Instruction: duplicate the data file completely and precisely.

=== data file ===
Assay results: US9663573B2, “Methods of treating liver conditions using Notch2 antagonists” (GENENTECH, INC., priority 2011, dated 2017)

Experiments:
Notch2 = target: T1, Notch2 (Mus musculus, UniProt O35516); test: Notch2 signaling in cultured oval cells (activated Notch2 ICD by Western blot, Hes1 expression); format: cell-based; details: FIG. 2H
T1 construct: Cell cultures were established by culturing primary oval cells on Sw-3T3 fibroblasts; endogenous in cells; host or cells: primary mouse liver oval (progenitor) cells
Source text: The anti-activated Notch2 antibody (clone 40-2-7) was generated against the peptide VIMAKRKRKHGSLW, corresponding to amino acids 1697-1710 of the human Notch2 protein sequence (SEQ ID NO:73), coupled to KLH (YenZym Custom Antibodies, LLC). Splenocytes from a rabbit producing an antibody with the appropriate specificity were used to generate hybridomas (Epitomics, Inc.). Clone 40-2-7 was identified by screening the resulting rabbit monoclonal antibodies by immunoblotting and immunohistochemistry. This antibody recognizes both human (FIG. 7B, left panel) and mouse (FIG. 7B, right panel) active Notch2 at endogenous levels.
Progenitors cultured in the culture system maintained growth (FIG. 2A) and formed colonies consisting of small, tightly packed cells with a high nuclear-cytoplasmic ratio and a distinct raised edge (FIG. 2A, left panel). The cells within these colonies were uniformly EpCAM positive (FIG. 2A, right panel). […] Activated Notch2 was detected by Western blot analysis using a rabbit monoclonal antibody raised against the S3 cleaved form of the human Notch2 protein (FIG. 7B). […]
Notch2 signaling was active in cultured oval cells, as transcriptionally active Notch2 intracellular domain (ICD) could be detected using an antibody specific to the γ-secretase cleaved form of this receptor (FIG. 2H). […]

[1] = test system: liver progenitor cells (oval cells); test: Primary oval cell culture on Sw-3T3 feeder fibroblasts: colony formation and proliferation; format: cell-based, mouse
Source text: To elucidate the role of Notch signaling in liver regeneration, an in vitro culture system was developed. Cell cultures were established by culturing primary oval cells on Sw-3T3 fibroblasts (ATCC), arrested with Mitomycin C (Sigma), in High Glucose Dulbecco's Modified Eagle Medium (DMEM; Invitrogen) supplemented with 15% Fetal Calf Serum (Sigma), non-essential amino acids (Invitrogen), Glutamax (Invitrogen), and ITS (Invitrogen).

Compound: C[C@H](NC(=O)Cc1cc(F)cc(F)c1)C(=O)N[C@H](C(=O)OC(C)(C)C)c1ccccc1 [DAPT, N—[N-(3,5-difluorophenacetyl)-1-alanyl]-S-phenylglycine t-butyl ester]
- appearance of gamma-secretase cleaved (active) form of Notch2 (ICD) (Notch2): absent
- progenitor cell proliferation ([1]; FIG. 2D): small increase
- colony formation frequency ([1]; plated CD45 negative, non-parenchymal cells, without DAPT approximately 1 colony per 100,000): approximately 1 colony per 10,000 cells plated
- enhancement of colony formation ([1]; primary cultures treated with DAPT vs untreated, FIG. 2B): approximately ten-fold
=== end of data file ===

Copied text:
Assay results: US9663573B2, “Methods of treating liver conditions using Notch2 antagonists” (GENENTECH, INC., priority 2011, dated 2017)

Experiments:
Notch2 = target: T1, Notch2 (Mus musculus, UniProt O35516); test: Notch2 signaling in cultured oval cells (activated Notch2 ICD by Western blot, Hes1 expression); format: cell-based; details: FIG. 2H
T1 construct: Cell cultures were established by culturing primary oval cells on Sw-3T3 fibroblasts; endogenous in cells; host or cells: primary mouse liver oval (progenitor) cells
Source text: The anti-activated Notch2 antibody (clone 40-2-7) was generated against the peptide VIMAKRKRKHGSLW, corresponding to amino acids 1697-1710 of the human Notch2 protein sequence (SEQ ID NO:73), coupled to KLH (YenZym Custom Antibodies, LLC). Splenocytes from a rabbit producing an antibody with the appropriate specificity were used to generate hybridomas (Epitomics, Inc.). Clone 40-2-7 was identified by screening the resulting rabbit monoclonal antibodies by immunoblotting and immunohistochemistry. This antibody recognizes both human (FIG. 7B, left panel) and mouse (FIG. 7B, right panel) active Notch2 at endogenous levels.
Progenitors cultured in the culture system maintained growth (FIG. 2A) and formed colonies consisting of small, tightly packed cells with a high nuclear-cytoplasmic ratio and a distinct raised edge (FIG. 2A, left panel). The cells within these colonies were uniformly EpCAM positive (FIG. 2A, right panel). […] Activated Notch2 was detected by Western blot analysis using a rabbit monoclonal antibody raised against the S3 cleaved form of the human Notch2 protein (FIG. 7B). […]
Notch2 signaling was active in cultured oval cells, as transcriptionally active Notch2 intracellular domain (ICD) could be detected using an antibody specific to the γ-secretase cleaved form of this receptor (FIG. 2H). […]

[1] = test system: liver progenitor cells (oval cells); test: Primary oval cell culture on Sw-3T3 feeder fibroblasts: colony formation and proliferation; format: cell-based, mouse
Source text: To elucidate the role of Notch signaling in liver regeneration, an in vitro culture system was developed. Cell cultures were established by culturing primary oval cells on Sw-3T3 fibroblasts (ATCC), arrested with Mitomycin C (Sigma), in High Glucose Dulbecco's Modified Eagle Medium (DMEM; Invitrogen) supplemented with 15% Fetal Calf Serum (Sigma), non-essential amino acids (Invitrogen), Glutamax (Invitrogen), and ITS (Invitrogen).

Compound: C[C@H](NC(=O)Cc1cc(F)cc(F)c1)C(=O)N[C@H](C(=O)OC(C)(C)C)c1ccccc1 [DAPT, N—[N-(3,5-difluorophenacetyl)-1-alanyl]-S-phenylglycine t-butyl ester]
- appearance of gamma-secretase cleaved (active) form of Notch2 (ICD) (Notch2): absent
- progenitor cell proliferation ([1]; FIG. 2D): small increase
- colony formation frequency ([1]; plated CD45 negative, non-parenchymal cells, without DAPT approximately 1 colony per 100,000): approximately 1 colony per 10,000 cells plated
- enhancement of colony formation ([1]; primary cultures treated with DAPT vs untreated, FIG. 2B): approximately ten-fold